This is a classroom today. I believe technology is the key to the future for all students. I am here today to present some research to show you the benefits of having technology in the classroom.
There are 4 main reasons I will talk about today. Having technology in the classroom not only benefits the students, it also benefits the teachers. Having technology in the classroom is a great way to scaffold lessons. And technology can increase student achievement on standardized testing.
Technology benefits both the teachers and the students. The benefits for students is endless. When students are exposed to technology there is an increase in motivation and enjoyment. In The Apple Classrooms of Tomorrow(ACOT), Bakerk, Gearhart, and Herman found technology had a positive impact on student attitudes. Technology allows for greater opportunities for students to participate and collaborate. By doing this students are developing personal and social skills. One main benefit to students is the fact that technology allows access to all students especially younger children and students with disabilities. Kulik argues that instruction that is computer based allows for the individualization of the education process. It accommodates the needs, interests, and even the learning styles of every student. Isn’t that what we want in all classrooms? Teachers are also benefiting from technology in the classroom. According Levy (2002) technology allows teachers to be flexible and spontaneous. Technology allows teachers to change the pace of the lesson and transitions between different parts of the lessons if they wish. Another benefit for teachers is the ability to share material with other teachers more readily and the ability to re-use pieces they have designed the next year. More and more teachers are changing their practice towards more cooperative group work and less teacher lecturing, according to the ACOT study. Since teachers are changing their pedagogy and using more technology this leads teachers seeking out more professional development.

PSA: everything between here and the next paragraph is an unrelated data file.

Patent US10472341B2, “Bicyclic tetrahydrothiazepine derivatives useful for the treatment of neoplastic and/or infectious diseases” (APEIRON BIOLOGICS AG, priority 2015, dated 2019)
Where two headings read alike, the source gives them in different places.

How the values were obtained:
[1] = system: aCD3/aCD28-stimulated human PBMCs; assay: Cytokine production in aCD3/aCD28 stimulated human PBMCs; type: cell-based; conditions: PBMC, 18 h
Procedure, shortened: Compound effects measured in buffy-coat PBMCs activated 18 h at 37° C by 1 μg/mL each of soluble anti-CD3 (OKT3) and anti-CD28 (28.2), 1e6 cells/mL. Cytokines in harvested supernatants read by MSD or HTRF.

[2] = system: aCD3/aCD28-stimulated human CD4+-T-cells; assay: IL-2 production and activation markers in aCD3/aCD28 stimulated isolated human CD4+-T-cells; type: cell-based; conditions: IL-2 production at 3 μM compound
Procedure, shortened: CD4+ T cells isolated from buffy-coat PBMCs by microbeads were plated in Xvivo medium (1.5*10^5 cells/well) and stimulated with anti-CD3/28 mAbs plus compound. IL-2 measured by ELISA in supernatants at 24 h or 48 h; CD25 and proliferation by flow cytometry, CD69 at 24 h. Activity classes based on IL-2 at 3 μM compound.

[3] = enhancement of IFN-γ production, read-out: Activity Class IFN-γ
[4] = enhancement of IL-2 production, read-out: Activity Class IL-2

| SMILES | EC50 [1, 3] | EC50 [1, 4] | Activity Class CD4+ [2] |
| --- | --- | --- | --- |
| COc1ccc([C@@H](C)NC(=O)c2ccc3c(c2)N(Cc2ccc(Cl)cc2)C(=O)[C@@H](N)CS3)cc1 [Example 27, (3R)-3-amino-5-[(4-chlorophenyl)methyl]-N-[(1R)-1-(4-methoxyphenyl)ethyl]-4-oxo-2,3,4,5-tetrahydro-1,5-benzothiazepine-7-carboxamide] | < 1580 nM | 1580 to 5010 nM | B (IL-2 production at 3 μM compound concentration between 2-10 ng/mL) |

Working together cooperatively is a 21 st century skill that we strive for our students to gain. Technology is the KEY to gaining that skill.
Technology can allow for interactivity in a lesson. This example was from Beauchamp and Parkinson shows a lesson using the IWB. As you can see the IWB allows for the teacher to input material and model parts of the lesson, it leads to group discussions, and groups work collaboratively and can present at the board.
Technology can also be a great way to scaffold lessons. Technology allows teachers to give the support students need to learn. The interactive white board is a great tool to be used as a contributor to scaffolding learning alongside the teacher. The interactive white board can recruit or motivate the class to carry out the task. It can break down learning into manageable chunks, reducing the degrees of freedom. IWB are able to keep the students motivated and on task. IWB and technology is a great way to highlight important ideas and allows students to be successful in judging their own work. And technology is a great tool for teachers to model or demonstrate problem solving.